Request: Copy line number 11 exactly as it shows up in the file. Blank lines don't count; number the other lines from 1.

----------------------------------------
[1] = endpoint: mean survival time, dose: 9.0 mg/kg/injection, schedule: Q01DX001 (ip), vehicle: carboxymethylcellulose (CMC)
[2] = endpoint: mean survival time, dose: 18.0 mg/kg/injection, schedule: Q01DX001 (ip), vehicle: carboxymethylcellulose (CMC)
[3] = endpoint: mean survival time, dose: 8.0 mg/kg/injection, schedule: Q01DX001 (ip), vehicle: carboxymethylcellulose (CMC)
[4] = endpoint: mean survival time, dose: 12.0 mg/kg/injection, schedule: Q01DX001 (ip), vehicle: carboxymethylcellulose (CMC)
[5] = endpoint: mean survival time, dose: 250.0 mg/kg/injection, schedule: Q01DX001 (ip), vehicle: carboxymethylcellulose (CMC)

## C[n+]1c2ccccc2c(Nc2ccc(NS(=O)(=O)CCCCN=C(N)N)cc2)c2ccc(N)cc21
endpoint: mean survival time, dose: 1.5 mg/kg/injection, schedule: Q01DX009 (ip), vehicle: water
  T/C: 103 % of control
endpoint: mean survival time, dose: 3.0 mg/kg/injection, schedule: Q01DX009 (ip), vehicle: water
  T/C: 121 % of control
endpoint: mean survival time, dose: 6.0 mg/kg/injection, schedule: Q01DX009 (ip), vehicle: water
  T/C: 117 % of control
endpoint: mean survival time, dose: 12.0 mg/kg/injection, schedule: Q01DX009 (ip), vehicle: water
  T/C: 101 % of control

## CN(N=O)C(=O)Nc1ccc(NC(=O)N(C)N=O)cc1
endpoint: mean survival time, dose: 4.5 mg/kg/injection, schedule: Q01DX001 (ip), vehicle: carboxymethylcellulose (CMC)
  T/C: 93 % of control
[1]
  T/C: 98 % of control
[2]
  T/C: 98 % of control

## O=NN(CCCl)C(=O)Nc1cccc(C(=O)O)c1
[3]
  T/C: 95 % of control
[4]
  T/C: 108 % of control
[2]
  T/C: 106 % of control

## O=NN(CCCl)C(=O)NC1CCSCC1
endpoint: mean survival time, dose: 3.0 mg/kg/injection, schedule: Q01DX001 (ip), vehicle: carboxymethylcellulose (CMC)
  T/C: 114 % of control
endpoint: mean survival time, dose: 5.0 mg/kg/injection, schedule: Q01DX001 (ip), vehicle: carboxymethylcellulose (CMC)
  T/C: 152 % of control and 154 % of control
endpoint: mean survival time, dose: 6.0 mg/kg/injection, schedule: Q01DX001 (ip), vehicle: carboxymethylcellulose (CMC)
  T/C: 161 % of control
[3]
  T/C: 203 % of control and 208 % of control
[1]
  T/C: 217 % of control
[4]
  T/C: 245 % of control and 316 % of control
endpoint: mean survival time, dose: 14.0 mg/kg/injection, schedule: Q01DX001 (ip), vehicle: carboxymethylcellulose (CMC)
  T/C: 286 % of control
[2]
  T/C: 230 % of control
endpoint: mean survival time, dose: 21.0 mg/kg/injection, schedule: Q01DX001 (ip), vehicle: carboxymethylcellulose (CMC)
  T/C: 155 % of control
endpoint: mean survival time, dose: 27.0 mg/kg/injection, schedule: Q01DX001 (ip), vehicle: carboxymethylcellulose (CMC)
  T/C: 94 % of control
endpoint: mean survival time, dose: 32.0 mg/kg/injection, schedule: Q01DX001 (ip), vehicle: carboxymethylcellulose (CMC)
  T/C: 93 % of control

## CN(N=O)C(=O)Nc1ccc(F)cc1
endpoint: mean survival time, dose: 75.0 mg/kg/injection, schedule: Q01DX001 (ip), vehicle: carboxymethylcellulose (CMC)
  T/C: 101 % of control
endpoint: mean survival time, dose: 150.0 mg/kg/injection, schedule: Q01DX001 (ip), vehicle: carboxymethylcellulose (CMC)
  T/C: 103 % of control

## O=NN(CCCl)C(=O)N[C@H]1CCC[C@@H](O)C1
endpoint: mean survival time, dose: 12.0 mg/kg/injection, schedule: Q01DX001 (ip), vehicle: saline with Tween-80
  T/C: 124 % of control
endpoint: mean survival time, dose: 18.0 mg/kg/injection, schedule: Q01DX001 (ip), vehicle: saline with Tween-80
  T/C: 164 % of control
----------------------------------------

endpoint: mean survival time, dose: 6.0 mg/kg/injection, schedule: Q01DX009 (ip), vehicle: water